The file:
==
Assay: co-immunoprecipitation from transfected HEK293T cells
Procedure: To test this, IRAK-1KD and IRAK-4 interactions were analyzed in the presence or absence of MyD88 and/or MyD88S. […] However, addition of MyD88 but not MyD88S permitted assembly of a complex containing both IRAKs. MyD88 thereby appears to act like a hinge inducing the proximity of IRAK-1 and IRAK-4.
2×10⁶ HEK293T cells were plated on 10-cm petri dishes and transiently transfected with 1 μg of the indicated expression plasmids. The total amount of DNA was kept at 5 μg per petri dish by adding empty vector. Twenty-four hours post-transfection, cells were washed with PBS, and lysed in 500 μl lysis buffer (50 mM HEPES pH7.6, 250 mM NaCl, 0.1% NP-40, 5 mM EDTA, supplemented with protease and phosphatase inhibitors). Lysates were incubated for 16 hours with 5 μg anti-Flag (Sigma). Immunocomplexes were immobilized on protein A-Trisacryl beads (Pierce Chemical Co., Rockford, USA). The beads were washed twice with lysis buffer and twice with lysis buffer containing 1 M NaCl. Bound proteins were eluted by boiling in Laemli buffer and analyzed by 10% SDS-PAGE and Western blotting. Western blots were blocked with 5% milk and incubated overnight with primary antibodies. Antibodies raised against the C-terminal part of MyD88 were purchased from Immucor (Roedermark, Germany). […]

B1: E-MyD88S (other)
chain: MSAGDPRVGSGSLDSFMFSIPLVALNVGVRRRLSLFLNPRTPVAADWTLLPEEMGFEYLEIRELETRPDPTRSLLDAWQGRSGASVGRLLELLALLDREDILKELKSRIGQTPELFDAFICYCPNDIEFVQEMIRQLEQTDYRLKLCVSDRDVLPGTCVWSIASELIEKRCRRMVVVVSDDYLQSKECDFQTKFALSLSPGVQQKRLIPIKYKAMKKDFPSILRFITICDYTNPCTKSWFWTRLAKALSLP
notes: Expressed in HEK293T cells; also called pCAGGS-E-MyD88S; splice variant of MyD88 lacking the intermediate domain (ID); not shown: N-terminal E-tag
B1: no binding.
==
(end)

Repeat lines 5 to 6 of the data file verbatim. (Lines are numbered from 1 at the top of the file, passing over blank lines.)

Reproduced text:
chain: MSAGDPRVGSGSLDSFMFSIPLVALNVGVRRRLSLFLNPRTPVAADWTLLPEEMGFEYLEIRELETRPDPTRSLLDAWQGRSGASVGRLLELLALLDREDILKELKSRIGQTPELFDAFICYCPNDIEFVQEMIRQLEQTDYRLKLCVSDRDVLPGTCVWSIASELIEKRCRRMVVVVSDDYLQSKECDFQTKFALSLSPGVQQKRLIPIKYKAMKKDFPSILRFITICDYTNPCTKSWFWTRLAKALSLP
notes: Expressed in HEK293T cells; also called pCAGGS-E-MyD88S; splice variant of MyD88 lacking the intermediate domain (ID); not shown: N-terminal E-tag